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Thursday, 6 September, 2001, 10:17 GMT 11:17 UK
Should literature and sponsorship mix?
Fay Weldon is thought to have become the first author to be paid for product placement in a book after signing a deal with an Italian jewellery firm.
Weldon's latest work had originally been due to be distributed only to Bulgari's 750 best clients - but publishers have decided they like it so much it will get a full public release.
Weldon, who was paid a "not huge" amount of money to mention Bulgari 12 times, has titled her book The Bulgari Connection and the company gets at least three dozen name checks.
What next? Mary Shelley's Frankenstein sponsored by biotechnology giant Monsanto?
What suggestions can you come up with for book sponsorship deals? Should literature and sponsorship mix?
This debate is now closed. Read a selection of your comments below.
Paul Hollander, San Francisco, USA
It's not exactly new, though, to have
product placement in the title. Wasn't there
a book and film once called 'Breakfast
at Tiffany's' ?
Tolkein must be kicking himself for not getting in touch with H. Samuel for Lord of the Rings.
Personally, when I read a book I don't want to come across adverts. I would be forced to skip them, as with TV ads during which I press the 'mute' button, and that would ruin the story!
Tim Vernon, UK
I don't see the difference between sponsorship for literature and sponsorship for other arts. Surely the only thing that matters is whether the resulting work is good enough to be read or otherwise enjoyed. Besides, isn't a publishing deal sponsorship of a kind?
Ad-free space in Western culture is disappearing by the minute, but we're not fighting very hard to win it back. Where to draw the line? People generally feel that advertising in schools is a bad thing, but what if a 'sponsored' book makes it on to the English syllabus? Is it still art, or is just long-winded advertising?
Fay Weldon is thought to have become the first author to be paid for product placement in a book - I think you mean 'the first to admit being paid'. I bet it's been happening for years...
A few Shakespeare titles - how about "Hamlet", sponsored by Hamlet? "Much Ado About Nothing", sponsored by Big Brother? Anne Robinson's "The Taming of the Shrew"? Or "A Comedy of Errors", brought to you by New Labour?
Kevin Myers, Wales
This is a lot more serious than people think - when humanity's creative instinct is sold out to companies and corporations whose very nature is exploitative and destructive, then our species has already surrendered one of its most valuable assets. This sets an ominous precedent.
Can we all quit the humorous response please? The honest truth is, art is being substituted in the name of money. To what depths will these writers plunge to sink its subliminal message? It happens with music. Artists are struggling, and the only thing at the forefront of the industry is the almighty dollar. Forgive me if I sound cynical. You wont think that way in 10 years or so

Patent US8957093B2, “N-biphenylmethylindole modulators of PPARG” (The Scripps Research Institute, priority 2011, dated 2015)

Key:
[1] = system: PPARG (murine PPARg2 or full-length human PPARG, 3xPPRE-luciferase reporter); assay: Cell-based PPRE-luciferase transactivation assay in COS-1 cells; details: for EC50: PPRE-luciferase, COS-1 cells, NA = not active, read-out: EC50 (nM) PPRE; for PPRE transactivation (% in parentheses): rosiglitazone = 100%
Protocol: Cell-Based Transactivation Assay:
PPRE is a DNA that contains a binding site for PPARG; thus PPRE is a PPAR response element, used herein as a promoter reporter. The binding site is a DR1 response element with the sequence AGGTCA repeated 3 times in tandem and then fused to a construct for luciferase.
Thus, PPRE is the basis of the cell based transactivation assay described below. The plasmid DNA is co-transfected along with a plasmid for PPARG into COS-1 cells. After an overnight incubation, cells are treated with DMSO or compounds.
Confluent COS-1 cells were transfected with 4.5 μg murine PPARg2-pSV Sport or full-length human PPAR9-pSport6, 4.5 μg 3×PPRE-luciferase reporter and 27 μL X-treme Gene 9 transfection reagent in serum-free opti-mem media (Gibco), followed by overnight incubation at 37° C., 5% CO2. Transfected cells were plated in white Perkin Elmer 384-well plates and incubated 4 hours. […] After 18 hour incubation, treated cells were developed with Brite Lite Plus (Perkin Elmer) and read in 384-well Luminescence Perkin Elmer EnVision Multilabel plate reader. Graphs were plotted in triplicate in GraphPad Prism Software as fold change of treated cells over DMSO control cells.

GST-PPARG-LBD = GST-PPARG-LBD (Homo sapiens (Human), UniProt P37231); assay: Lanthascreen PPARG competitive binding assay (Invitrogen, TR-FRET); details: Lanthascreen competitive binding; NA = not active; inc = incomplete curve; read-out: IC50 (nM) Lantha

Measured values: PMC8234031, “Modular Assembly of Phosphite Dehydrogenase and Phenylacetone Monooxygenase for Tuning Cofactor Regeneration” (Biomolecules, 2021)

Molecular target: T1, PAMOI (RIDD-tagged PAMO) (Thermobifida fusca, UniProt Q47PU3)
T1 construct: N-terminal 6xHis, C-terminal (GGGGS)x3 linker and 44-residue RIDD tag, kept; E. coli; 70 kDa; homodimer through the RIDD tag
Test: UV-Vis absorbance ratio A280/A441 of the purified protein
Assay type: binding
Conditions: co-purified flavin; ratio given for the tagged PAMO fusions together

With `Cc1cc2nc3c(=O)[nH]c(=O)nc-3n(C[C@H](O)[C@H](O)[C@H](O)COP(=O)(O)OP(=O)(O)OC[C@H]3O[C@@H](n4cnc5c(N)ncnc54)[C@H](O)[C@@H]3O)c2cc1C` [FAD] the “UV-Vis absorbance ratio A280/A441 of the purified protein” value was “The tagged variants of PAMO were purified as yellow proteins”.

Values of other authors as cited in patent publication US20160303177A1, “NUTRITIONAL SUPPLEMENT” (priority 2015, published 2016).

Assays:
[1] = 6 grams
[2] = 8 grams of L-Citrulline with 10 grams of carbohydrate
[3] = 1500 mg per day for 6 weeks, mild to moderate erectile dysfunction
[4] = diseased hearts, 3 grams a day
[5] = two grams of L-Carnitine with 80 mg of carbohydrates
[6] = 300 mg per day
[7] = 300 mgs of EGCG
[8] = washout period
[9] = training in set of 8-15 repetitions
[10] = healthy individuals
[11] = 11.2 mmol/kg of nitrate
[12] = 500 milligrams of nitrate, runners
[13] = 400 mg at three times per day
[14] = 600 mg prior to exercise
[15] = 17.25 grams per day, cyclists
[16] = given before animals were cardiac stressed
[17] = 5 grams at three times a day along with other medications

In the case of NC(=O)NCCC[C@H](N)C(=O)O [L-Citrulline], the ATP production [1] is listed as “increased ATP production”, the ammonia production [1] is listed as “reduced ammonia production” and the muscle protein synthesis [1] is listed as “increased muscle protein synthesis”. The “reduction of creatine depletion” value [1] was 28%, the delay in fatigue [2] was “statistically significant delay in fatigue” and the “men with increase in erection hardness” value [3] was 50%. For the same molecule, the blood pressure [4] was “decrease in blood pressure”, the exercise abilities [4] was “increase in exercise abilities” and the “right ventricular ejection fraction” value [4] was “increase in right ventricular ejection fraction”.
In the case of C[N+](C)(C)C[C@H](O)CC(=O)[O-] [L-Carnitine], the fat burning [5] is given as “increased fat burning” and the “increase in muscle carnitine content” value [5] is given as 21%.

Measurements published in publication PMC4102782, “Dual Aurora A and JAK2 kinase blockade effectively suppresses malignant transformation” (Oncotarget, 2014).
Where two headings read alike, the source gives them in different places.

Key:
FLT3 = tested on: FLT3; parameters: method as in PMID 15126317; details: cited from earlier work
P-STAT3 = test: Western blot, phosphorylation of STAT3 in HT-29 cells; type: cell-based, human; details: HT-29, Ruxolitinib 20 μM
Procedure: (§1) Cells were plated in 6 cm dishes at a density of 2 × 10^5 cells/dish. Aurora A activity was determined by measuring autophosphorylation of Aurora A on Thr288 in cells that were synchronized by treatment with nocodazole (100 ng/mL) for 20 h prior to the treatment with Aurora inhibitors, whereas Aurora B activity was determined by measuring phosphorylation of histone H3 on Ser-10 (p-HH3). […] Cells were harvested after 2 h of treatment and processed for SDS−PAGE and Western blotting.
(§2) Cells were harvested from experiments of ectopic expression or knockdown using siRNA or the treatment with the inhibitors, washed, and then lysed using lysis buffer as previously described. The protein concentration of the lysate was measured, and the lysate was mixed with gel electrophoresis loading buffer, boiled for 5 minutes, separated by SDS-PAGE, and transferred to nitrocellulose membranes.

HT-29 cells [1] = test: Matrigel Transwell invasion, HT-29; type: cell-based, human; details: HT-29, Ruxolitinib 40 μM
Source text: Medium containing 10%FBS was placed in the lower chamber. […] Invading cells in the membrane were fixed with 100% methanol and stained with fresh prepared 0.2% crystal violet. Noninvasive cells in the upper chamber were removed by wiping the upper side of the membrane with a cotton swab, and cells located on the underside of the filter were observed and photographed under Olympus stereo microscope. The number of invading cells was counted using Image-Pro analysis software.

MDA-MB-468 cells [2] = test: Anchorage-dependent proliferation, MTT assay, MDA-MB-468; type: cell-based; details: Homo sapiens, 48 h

I don't see any problem with sponsorship in books, mainly because I don't believe corporations will see literature as a viable marketing tool. At the risk of sounding elitist, those people who read good literary fiction are not going to be fooled into going out and buying a chocolate bar just because somebody in the book does so. And people whose only reading material comes with the author's name embossed in huge gold letters on the front cover are going to be more easily led by television and poster advertising anyway.
It doesn't take a big leap of the imagination for
Rowntree to sponsor
Anthony Burgess' great novel - "A Chocolate Orange".
Ann Widdecombe could have sponsored "Heart Of Darkness".
Heart of Darkness sponsored by McDonalds.
The Ministry of Agriculture IS sponsoring
"The Silence of the Lambs".
Bleak House by Wimpey.
Group 4 could sponsor the book "A Clockwork Orange".
Gifford Maxim, USA
The Octopus, sponsored by Time/Warner.
How about a rewrite of "Billy Liar" by Jeffrey Archer?
The "arts" have a long history of private sponsorship - just look at how much of Mozart's music was commissioned by members of the nobility. I see nothing wrong with "product placement" being extended from movies and TV into the world of written fiction - writing is
just another business, after all.
There is an old joke, the punch line of which is: "We've already established what you are. Now we're just haggling over your price."
Cider with Rosie - sponsored by Strongbow.
J M Lore, USA
Dental floss in Jaws
It is up to the author to decide as they have put all the hard work into writing the book.
Without question it should be. Perhaps it will then broaden the opportunity for more budding writers than the narrow minded avenues currently available.
Bret Easton Ellis could have made a fortune.... or never written a book
Proust's "In Search of Lost Time" sponsored by Railtrack
1984 rewrite sponsored by New Labour.
Brave New World, sponsored by Disney
04 Sep 01 | Arts
Weldon's sparkling book deal
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